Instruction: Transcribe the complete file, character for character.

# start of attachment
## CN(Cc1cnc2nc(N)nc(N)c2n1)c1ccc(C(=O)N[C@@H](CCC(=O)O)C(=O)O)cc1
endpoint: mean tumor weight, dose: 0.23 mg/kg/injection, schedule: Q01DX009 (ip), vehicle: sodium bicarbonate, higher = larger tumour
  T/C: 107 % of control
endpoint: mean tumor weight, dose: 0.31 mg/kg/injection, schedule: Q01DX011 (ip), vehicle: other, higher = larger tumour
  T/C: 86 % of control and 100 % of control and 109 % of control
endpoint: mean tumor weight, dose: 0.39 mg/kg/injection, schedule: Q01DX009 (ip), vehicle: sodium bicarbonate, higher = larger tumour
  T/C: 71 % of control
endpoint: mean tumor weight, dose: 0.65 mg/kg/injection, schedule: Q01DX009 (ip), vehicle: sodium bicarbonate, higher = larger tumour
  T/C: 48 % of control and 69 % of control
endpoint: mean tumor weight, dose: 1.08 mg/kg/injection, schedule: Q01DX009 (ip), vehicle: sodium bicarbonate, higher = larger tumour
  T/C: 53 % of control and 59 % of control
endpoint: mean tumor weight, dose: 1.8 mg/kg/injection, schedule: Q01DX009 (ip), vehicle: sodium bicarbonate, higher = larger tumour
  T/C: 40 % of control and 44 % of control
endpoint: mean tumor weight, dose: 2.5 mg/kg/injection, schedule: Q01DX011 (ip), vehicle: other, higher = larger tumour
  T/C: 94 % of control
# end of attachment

## CN(Cc1cnc2nc(N)nc(N)c2n1)c1ccc(C(=O)N[C@@H](CCC(=O)O)C(=O)O)cc1
endpoint: mean tumor weight, dose: 0.23 mg/kg/injection, schedule: Q01DX009 (ip), vehicle: sodium bicarbonate, higher = larger tumour
  T/C: 107 % of control
endpoint: mean tumor weight, dose: 0.31 mg/kg/injection, schedule: Q01DX011 (ip), vehicle: other, higher = larger tumour
  T/C: 86 % of control and 100 % of control and 109 % of control
endpoint: mean tumor weight, dose: 0.39 mg/kg/injection, schedule: Q01DX009 (ip), vehicle: sodium bicarbonate, higher = larger tumour
  T/C: 71 % of control
endpoint: mean tumor weight, dose: 0.65 mg/kg/injection, schedule: Q01DX009 (ip), vehicle: sodium bicarbonate, higher = larger tumour
  T/C: 48 % of control and 69 % of control
endpoint: mean tumor weight, dose: 1.08 mg/kg/injection, schedule: Q01DX009 (ip), vehicle: sodium bicarbonate, higher = larger tumour
  T/C: 53 % of control and 59 % of control
endpoint: mean tumor weight, dose: 1.8 mg/kg/injection, schedule: Q01DX009 (ip), vehicle: sodium bicarbonate, higher = larger tumour
  T/C: 40 % of control and 44 % of control
endpoint: mean tumor weight, dose: 2.5 mg/kg/injection, schedule: Q01DX011 (ip), vehicle: other, higher = larger tumour
  T/C: 94 % of control